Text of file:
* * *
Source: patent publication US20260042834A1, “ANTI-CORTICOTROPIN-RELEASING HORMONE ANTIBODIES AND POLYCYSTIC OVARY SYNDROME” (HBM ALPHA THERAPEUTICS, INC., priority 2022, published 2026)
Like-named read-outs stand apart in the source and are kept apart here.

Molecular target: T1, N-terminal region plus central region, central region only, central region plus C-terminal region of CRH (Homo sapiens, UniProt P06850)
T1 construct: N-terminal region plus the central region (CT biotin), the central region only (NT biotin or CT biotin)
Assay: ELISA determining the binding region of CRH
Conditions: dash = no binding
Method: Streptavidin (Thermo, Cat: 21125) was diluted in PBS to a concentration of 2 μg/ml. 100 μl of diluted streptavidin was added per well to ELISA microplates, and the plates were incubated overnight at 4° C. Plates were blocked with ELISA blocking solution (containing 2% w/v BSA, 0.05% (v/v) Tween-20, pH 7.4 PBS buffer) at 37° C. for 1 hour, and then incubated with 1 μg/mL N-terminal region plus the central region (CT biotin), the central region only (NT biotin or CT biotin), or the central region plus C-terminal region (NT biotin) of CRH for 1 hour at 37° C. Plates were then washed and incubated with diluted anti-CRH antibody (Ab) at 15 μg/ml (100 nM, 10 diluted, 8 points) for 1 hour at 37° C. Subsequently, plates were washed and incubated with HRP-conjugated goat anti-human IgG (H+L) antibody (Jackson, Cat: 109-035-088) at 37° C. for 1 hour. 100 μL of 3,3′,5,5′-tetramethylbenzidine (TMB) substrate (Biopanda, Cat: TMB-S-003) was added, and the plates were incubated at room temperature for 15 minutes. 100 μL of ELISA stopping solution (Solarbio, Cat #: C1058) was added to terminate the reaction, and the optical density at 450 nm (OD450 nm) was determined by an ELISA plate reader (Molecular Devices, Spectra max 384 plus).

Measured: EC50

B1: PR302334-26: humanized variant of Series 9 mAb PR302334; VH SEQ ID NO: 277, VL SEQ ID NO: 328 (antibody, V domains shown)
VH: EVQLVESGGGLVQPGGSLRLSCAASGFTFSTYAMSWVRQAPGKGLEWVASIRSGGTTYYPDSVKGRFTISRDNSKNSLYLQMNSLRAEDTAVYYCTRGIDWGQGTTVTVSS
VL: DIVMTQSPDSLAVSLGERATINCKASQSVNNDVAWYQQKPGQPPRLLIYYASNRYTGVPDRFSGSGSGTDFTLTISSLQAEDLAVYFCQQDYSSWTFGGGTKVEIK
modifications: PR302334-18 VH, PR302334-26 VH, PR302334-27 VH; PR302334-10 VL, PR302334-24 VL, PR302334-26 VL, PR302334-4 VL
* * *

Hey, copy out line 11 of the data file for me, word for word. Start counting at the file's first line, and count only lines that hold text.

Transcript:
VL: DIVMTQSPDSLAVSLGERATINCKASQSVNNDVAWYQQKPGQPPRLLIYYASNRYTGVPDRFSGSGSGTDFTLTISSLQAEDLAVYFCQQDYSSWTFGGGTKVEIK